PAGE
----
Narcotic use link to Alabama fatality: MSHA

IN a newly released investigative report, the US Mine Safety and Health Administration is citing failure to control a haul truck – possibly due to the effects of a prescription narcotic painkiller – for a single fatality last September in Alabama.
Narcotic use link to Alabama fatality: MSHA Narcotic use link to Alabama fatality: MSHA Narcotic use link to Alabama fatality: MSHA Narcotic use link to Alabama fatality: MSHA Narcotic use link to Alabama fatality: MSHA


Donna Schmidt

During the night shift on September 3, 2010, 37-year-old John Tittle was operating an empty Komatsu HD785 rigid-frame dump truck down a haul road to the active pit at National Coal of Alabama’s Kansas operation in Walker County when he was unable to avoid an obstacle in the road – the mine’s lead dump truck.

“The lead dump truck had stopped along the haul road, waiting to be loaded,” federal investigators said.

“The victim was pinned in the cab of the truck he was operating and beneath the truck dump body (bed) of the stopped truck.”

Investigators said Tittle received crushing injuries as a result of the accident.

A review of the mine’s pre-operational checks and maintenance log revealed no deficiencies for Tittle’s truck that day, and no issues were reported to the unit in August or September of 2010.

In its root cause analysis of the incident, MSHA pointed to both the operator and the victim for contributory roles.

“The accident occurred because mine management failed to have a program in place to monitor and supervise employee work activity on a routine basis and to assure that employee work was being conducted in a safe manner,” the agency said, noting that, as a result, Tittle failed to react and control his truck to avoid the stopped truck.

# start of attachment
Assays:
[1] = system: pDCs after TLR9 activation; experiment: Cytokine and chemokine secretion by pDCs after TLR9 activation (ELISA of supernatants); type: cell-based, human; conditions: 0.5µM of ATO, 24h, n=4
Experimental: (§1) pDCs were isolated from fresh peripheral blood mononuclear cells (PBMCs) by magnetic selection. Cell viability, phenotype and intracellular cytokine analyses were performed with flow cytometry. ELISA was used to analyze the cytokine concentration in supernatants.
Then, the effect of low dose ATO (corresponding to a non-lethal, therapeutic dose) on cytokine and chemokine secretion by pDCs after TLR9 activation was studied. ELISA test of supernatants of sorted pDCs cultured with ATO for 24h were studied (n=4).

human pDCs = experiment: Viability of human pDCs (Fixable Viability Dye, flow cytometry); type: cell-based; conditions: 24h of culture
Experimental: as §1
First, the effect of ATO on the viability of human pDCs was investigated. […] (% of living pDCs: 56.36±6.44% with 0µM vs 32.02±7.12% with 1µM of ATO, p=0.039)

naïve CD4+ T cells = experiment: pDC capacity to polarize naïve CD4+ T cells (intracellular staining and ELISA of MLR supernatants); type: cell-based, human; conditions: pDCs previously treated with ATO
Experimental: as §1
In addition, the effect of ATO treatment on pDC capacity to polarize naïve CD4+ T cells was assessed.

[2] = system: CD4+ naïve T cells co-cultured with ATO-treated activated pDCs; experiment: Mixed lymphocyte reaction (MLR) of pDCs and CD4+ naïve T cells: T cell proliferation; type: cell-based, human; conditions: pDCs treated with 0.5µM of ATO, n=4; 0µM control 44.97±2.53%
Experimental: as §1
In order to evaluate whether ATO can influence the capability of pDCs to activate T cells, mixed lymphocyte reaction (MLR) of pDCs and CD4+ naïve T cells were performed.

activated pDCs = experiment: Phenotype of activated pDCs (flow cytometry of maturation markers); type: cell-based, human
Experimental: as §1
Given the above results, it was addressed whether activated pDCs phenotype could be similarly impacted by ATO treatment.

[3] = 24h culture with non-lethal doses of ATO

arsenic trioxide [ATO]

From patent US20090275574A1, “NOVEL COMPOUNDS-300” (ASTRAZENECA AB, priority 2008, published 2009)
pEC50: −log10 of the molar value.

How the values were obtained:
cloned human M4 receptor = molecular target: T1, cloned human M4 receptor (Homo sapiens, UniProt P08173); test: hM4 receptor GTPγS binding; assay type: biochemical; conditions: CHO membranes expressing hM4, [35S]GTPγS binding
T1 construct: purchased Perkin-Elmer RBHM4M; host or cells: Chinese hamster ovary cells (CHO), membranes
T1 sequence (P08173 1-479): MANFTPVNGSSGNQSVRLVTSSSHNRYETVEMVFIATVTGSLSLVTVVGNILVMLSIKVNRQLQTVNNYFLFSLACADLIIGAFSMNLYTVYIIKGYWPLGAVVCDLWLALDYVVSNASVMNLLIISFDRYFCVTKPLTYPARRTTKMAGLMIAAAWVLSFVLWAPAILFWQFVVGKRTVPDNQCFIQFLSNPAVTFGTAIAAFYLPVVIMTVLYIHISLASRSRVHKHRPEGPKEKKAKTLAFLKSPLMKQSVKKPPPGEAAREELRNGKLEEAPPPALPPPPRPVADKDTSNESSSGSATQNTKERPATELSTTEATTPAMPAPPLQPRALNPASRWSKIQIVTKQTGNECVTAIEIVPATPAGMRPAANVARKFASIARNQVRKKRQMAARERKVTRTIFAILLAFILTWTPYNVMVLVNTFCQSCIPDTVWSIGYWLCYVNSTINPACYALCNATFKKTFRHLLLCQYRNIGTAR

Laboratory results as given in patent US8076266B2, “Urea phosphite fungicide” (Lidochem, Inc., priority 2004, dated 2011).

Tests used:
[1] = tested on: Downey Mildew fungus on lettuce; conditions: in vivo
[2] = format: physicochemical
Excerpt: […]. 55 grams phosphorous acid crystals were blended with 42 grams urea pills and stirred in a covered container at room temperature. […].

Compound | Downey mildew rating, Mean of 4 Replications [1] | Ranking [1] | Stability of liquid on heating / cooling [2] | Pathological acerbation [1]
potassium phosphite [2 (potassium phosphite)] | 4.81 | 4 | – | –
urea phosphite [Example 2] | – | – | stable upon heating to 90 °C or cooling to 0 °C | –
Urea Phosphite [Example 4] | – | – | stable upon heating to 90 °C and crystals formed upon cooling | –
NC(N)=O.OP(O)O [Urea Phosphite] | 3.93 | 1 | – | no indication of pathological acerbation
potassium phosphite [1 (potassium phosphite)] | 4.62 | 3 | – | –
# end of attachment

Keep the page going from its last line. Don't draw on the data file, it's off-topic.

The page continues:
“Drowsiness from the effects of a prescription narcotic drug the truck driver used, and a change in the work routine and staging location of the trucks, are contributing factors.”

Investigators identified the narcotic through blood tests as OxyContin, the trade name for oxycodone.

Tittle had a prescription for the medication, issued a few days prior on August 30.

The agency did not indicate in its report the presence of any other drugs in his system.

To rectify the issues surrounding the fatal incident, MSHA ordered the operator to develop and implement a written program that includes mine supervision to monitor employees routinely for the demonstration of proper work habits as well as confirm they are alert while performing their assigned duties.

Mine officials are also to stress the importance of two-way radio communications for interaction between miners, particularly with regards to any change in a routine or an abnormal practice.

Management will also continue to continue to reiterate the importance of vehicle marker and hazard light use at all times.

Federal investigators issued a 104(a) citation to the operator for a violation of 30 CFR, Part 77.1607(b) for failure to maintain full control of mobile equipment while in motion.

The Kansas surface mine in Carbon Hill, which extracts from the Mary Lee and Blue Creek seams, employs 28 hourly and two management employees. It produces about 500 tons daily.

The most recent semi-annual safety and health inspection was completed by MSHA on June 29, 2010.

The mine’s non-fatal days lost injury incidence rate for the previous quarter was zero, versus the national average NFDL rate of 1.11 for surface coal operations.

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